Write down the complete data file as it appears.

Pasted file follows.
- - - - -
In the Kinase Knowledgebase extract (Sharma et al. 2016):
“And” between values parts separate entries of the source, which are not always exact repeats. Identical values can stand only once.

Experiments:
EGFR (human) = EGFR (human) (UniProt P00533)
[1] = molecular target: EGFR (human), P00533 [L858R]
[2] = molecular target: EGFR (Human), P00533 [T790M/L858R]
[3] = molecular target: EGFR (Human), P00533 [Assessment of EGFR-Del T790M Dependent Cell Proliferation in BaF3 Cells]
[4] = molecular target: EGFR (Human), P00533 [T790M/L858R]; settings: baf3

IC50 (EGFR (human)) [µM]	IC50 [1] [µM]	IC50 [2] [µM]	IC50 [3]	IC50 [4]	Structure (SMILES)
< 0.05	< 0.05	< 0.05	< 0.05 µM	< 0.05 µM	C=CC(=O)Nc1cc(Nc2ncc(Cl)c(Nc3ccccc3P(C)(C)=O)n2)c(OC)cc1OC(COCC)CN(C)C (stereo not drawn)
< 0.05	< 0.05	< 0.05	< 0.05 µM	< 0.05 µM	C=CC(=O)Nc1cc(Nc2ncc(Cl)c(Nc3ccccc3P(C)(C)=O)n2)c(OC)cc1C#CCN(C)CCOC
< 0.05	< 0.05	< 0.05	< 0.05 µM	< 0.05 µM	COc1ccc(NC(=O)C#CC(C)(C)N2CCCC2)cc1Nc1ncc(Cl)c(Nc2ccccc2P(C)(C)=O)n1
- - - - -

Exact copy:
In the Kinase Knowledgebase extract (Sharma et al. 2016):
“And” between values parts separate entries of the source, which are not always exact repeats. Identical values can stand only once.

Experiments:
EGFR (human) = EGFR (human) (UniProt P00533)
[1] = molecular target: EGFR (human), P00533 [L858R]
[2] = molecular target: EGFR (Human), P00533 [T790M/L858R]
[3] = molecular target: EGFR (Human), P00533 [Assessment of EGFR-Del T790M Dependent Cell Proliferation in BaF3 Cells]
[4] = molecular target: EGFR (Human), P00533 [T790M/L858R]; settings: baf3

IC50 (EGFR (human)) [µM]	IC50 [1] [µM]	IC50 [2] [µM]	IC50 [3]	IC50 [4]	Structure (SMILES)
< 0.05	< 0.05	< 0.05	< 0.05 µM	< 0.05 µM	C=CC(=O)Nc1cc(Nc2ncc(Cl)c(Nc3ccccc3P(C)(C)=O)n2)c(OC)cc1OC(COCC)CN(C)C (stereo not drawn)
< 0.05	< 0.05	< 0.05	< 0.05 µM	< 0.05 µM	C=CC(=O)Nc1cc(Nc2ncc(Cl)c(Nc3ccccc3P(C)(C)=O)n2)c(OC)cc1C#CCN(C)CCOC
< 0.05	< 0.05	< 0.05	< 0.05 µM	< 0.05 µM	COc1ccc(NC(=O)C#CC(C)(C)N2CCCC2)cc1Nc1ncc(Cl)c(Nc2ccccc2P(C)(C)=O)n1